According to one recent report, 50% of Americans want to work from home or work remotely in 2023. If you’re at the helm of a remote or hybrid workforce, then you know that this setup has surged in popularity over the last three years.
Since the onset of the COVID-19 pandemic in March 2020, companies all over the world have looked for ways to keep employees as safe, comfortable, and happy as possible. Increasingly, this means allowing them to work from home at least part-time.
While there are many perks to remote work, it can make employee collaboration a bit of a challenge. Without the opportunity to pop in for an office chat or bond over the coffee maker, how can you encourage everyone to work with and get to know one another?
Teamwork doesn’t have to fall by the wayside as your office strategy changes. Today, we’re sharing four strategies to try.
1. Allow Space for Informal Bonding
It’s easy to assume that when you’re online with your remote work team, everyone has to be talking about work, all of the time. While there should certainly be an adequate amount of time devoted to work-based tasks, try to leave a little time at the beginning or end of each session for a short period of informal conversation.
Ask how everyone’s weekend went, or what their pets are up to. Designate one day each week where employees can send in pictures of their workspaces, or talk about a favorite hobby.
These conversations don’t have to drag on forever, and it’s important to set time-based parameters so they don’t lead to tangents. However, you might be surprised at how effective they are in building team morale and promoting teamwork.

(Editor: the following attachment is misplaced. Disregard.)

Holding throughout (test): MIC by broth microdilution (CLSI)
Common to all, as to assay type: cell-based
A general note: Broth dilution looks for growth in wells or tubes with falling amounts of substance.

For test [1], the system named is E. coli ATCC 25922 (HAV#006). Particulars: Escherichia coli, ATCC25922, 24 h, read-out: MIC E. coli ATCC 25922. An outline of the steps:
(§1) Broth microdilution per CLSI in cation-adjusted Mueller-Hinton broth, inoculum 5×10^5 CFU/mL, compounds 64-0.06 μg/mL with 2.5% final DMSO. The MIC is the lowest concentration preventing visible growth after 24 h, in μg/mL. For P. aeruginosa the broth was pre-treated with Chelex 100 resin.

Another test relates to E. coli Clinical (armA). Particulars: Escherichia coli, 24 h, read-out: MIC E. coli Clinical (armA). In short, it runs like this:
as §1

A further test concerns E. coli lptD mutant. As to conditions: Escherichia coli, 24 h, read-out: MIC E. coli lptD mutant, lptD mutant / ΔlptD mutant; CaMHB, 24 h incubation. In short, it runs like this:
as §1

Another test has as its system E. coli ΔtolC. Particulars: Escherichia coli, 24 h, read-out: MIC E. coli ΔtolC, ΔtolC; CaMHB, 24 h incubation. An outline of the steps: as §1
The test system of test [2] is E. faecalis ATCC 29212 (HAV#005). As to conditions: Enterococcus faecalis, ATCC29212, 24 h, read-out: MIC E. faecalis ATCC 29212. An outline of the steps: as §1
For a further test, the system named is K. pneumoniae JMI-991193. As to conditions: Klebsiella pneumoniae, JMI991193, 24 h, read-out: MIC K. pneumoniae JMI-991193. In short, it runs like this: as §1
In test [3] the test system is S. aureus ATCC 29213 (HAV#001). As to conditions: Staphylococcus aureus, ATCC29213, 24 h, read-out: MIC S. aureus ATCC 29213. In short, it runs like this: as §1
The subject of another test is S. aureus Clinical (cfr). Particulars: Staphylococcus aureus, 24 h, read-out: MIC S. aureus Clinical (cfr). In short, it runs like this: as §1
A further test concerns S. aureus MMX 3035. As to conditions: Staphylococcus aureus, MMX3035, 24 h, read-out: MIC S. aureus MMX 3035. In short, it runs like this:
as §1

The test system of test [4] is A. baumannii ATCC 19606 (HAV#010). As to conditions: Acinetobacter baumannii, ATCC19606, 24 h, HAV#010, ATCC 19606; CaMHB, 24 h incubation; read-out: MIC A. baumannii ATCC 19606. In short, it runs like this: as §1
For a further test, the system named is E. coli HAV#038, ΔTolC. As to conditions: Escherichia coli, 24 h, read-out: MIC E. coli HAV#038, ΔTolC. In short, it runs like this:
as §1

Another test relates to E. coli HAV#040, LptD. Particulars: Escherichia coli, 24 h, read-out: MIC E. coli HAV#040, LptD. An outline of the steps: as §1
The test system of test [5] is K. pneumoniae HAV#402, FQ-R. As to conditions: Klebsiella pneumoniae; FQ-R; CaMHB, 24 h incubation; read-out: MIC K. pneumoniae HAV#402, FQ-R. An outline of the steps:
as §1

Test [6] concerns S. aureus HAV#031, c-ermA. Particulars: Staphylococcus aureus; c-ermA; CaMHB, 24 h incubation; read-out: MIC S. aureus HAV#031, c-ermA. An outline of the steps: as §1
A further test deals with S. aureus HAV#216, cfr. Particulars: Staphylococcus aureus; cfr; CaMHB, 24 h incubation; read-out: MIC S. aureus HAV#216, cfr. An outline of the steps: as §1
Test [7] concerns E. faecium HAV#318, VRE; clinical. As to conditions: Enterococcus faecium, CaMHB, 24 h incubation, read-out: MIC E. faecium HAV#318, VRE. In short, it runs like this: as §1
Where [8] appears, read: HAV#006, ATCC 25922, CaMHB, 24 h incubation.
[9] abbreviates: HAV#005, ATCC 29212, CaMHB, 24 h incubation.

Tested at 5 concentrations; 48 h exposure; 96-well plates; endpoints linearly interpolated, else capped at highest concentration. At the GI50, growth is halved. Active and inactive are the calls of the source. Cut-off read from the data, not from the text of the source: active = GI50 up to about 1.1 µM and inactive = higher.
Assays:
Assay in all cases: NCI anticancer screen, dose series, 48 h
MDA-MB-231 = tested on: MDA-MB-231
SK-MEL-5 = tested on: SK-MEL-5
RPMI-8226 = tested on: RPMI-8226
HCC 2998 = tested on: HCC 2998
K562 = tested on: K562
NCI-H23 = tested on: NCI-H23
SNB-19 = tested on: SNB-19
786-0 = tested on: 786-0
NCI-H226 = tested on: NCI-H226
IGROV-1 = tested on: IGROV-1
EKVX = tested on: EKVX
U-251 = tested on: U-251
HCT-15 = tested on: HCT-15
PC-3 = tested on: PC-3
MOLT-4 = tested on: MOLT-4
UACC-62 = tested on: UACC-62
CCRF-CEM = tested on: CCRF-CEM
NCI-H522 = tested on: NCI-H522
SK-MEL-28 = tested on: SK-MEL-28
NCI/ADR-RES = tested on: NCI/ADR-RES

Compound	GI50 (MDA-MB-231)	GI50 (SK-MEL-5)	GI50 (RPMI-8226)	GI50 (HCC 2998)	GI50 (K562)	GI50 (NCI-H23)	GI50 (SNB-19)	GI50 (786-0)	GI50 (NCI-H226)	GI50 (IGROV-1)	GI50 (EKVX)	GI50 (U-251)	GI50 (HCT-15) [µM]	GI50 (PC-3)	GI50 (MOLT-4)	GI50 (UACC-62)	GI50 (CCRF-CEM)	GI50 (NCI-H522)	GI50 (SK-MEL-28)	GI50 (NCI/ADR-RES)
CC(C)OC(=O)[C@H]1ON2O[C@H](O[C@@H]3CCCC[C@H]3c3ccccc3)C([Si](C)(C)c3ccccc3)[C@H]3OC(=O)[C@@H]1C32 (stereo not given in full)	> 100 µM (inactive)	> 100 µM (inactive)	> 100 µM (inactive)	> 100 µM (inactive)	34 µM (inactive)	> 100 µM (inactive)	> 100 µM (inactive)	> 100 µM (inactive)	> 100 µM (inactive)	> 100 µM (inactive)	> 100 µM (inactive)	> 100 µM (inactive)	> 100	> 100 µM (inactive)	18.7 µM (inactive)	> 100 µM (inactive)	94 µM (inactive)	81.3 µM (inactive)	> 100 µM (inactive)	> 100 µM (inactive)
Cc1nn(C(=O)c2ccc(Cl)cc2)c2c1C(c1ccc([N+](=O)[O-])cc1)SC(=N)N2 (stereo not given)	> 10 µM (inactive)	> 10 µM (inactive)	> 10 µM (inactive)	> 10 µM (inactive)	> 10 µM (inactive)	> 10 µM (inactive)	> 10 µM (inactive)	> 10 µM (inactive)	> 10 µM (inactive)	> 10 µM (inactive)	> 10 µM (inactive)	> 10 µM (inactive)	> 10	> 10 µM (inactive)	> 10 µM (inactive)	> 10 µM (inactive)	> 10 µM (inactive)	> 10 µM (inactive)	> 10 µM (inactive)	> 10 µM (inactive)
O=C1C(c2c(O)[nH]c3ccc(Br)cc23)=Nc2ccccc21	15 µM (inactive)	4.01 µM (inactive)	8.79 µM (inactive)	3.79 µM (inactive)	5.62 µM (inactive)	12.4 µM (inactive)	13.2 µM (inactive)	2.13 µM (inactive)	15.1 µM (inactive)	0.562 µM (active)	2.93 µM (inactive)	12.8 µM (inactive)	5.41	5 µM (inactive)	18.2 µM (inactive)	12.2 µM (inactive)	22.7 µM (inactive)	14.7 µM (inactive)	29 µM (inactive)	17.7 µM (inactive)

If you find that these chats are becoming distracting, you can always create a separate channel in your web-based collaboration platform, like Slack. Title it “Random” and encourage your employees to spend some time each day building those casual connections. Then, when it’s time for them to work with one another, they’ll already have that bond and connection.
2. Provide the Right Tools
You can’t expect your remote employees to engage in WFH teamwork if they don’t have the right resources at their fingertips.
The exact tools you need will depend on a few different factors, including the size of your workforce, the industry you’re in, and the type of projects you work on. However, these are the basics that most companies invest in to get started, along with the most popular picks”
- Mobile team communication apps: Slack, HipChat, Flock
- Video conferencing apps: Zoom, Google Meet, Skype, GoToMeeting
- Design collaboration app/digital whiteboard: InVision, Visme
- File management apps: Google Drive, Dropbox
- Project management software: Trello, Asana, Basecamp, Airtable
- Software design and development tools: GitHub, Atlassian
- Password manager: LastPass, Dashlane
These are only a few of the different options out there! Take the time to think about what your teams need to collaborate, and research the best-reviewed products in that market.
3. Set Clear Goals and Objectives